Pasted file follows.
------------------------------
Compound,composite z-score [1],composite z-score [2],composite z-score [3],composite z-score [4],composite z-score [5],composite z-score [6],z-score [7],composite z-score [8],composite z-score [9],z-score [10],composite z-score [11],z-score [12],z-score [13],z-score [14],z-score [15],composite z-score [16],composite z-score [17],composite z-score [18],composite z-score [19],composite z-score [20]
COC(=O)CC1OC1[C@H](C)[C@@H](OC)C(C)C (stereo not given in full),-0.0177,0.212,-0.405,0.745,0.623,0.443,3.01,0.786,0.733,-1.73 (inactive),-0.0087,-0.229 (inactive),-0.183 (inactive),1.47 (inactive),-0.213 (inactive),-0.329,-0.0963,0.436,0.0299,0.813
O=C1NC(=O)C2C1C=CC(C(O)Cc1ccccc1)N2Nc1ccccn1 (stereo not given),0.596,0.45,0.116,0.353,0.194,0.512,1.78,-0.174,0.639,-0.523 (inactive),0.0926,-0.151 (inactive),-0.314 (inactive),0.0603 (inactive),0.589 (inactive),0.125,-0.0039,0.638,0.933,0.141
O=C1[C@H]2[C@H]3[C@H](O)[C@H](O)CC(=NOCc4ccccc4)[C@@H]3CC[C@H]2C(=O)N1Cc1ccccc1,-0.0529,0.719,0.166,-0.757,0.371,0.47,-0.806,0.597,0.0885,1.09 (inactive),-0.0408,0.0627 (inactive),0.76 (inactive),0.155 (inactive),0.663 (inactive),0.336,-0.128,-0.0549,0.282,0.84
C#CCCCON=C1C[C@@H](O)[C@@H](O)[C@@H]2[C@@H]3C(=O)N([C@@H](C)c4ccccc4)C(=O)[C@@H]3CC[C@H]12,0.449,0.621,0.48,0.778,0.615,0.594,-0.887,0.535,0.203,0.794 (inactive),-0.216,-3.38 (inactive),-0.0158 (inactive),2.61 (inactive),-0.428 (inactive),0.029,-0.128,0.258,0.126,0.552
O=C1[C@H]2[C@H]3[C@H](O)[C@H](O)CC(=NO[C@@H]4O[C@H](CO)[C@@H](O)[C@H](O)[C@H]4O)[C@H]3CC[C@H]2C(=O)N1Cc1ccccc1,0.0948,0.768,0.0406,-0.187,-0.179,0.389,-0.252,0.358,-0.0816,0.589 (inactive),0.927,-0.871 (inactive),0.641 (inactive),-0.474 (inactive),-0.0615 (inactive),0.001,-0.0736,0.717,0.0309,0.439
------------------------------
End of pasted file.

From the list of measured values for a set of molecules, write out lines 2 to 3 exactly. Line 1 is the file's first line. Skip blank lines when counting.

COC(=O)CC1OC1[C@H](C)[C@@H](OC)C(C)C (stereo not given in full),-0.0177,0.212,-0.405,0.745,0.623,0.443,3.01,0.786,0.733,-1.73 (inactive),-0.0087,-0.229 (inactive),-0.183 (inactive),1.47 (inactive),-0.213 (inactive),-0.329,-0.0963,0.436,0.0299,0.813
O=C1NC(=O)C2C1C=CC(C(O)Cc1ccccc1)N2Nc1ccccn1 (stereo not given),0.596,0.45,0.116,0.353,0.194,0.512,1.78,-0.174,0.639,-0.523 (inactive),0.0926,-0.151 (inactive),-0.314 (inactive),0.0603 (inactive),0.589 (inactive),0.125,-0.0039,0.638,0.933,0.141